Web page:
You may know Maria Shriver as an award-winning journalist, the former First Lady of California, and a member of the Kennedy family (her mother is Eunice Kennedy Shriver, who created the Special Olympics). But you might not be aware of Maria’s deep passion for Alzheimer’s advocacy and research, which began when her father, Sargent Shriver (founder of the Peace Corps, Job Corps and Head Start), was diagnosed with Alzheimer’s in 2003.
Maria subsequently wrote a children’s book to explain Alzheimer’s to children whose grandparents are experiencing memory loss, produced the award-winning film Still Alice (about early-onset Alzheimer’s disease), and testified before Congress in support of the National Alzheimer’s Project Act. And she didn’t stop there.
She began to hear from women whose mothers and grandmothers had Alzheimer’s, in disproportionate numbers — almost two-thirds of those diagnosed with Alzheimer’s are women. Shriver founded the Women’s Alzheimer’s Movement (WAM) to find out why.
WAM and The Kensington Collaborate
On October 10, 2019, Maria Shriver teamed up with renowned neuroscientists Joshua Grill, PhD from the UC Irvine Institute for Memory Impairments & Neurological Disorders, and Freddi Segal-Gidan, PA, PhD from the Rancho Los Amigos/USC California Alzheimer’s Disease Center, to discuss brain health research and advocacy at The Kensington Redondo Beach.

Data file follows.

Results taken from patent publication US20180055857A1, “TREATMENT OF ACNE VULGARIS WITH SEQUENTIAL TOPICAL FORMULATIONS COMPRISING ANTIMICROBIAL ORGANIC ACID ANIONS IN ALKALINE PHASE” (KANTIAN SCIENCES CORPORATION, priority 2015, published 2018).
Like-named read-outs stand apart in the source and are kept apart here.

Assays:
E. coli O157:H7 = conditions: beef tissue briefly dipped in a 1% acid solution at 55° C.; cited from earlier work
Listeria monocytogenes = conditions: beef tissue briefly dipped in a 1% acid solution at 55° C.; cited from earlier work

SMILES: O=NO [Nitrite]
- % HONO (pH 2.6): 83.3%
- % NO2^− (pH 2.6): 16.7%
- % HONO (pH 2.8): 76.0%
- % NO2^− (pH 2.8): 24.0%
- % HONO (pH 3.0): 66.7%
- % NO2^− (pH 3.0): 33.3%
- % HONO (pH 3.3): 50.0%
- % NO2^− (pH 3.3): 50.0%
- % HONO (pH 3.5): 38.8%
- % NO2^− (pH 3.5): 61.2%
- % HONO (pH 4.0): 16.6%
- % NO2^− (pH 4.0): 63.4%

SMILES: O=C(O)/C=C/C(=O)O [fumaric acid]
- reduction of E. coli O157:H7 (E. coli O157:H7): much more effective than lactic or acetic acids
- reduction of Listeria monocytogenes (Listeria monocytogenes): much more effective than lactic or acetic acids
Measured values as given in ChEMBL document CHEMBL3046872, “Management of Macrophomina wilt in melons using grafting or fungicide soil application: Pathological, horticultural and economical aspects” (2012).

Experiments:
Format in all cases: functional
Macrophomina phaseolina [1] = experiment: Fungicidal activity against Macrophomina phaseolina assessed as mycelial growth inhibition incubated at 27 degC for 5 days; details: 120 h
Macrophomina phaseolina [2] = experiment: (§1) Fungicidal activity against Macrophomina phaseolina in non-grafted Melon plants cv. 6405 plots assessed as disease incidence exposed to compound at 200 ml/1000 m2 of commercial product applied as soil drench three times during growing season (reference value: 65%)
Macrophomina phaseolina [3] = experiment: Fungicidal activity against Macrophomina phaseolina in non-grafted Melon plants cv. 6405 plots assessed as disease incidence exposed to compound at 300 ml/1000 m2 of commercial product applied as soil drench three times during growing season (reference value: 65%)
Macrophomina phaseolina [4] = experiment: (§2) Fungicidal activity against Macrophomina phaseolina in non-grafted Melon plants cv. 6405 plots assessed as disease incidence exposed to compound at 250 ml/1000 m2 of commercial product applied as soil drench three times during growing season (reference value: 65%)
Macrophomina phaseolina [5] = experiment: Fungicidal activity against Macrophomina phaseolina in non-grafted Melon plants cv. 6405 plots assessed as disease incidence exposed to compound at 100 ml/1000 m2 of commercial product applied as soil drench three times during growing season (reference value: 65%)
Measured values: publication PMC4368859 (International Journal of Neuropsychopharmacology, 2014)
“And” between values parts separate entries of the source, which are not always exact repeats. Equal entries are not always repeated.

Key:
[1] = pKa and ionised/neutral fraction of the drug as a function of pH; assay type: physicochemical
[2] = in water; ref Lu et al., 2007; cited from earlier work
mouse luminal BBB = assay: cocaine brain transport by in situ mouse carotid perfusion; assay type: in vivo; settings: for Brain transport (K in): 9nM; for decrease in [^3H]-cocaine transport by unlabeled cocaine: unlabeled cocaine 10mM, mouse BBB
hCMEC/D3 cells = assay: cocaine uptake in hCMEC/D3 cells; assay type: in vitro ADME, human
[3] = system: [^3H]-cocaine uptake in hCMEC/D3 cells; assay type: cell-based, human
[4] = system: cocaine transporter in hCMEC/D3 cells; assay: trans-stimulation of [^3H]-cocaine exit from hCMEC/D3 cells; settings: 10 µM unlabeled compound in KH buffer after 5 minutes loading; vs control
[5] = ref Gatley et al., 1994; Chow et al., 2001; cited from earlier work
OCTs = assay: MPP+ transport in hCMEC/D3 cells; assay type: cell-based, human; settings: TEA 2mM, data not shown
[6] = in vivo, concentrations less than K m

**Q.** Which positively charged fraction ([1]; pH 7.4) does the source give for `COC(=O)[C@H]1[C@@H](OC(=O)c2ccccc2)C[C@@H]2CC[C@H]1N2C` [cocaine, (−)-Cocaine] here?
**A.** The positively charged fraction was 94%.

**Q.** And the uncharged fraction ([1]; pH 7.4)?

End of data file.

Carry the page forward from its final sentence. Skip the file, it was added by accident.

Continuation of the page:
Because brain health is so critical — and because nutrition plays a key role in maintaining mental fitness — chefs from Kensington senior living communities nationwide participated in this landmark event, even if they had to travel across the country to do so, such as our own Chef Samir, who journeyed to southern California with the Kensington Falls Church Executive Director, Amy Feather.
We’re extremely grateful for the 12 sponsors who generously supported our initiative to improve brain health:
- Lancaster Pollard
- Home Care Assistance
- Optimal Hospice Care
- W.E. O’Neil
- City National Bank, An RBC Company
- Dina Tonielli Consulting
- Klang & Associates Interior Design
- Healthpro Heritage
- F&M Bank
- The Promotions Dept.
Alzheimer’s and Women: Searching for the Critical Connection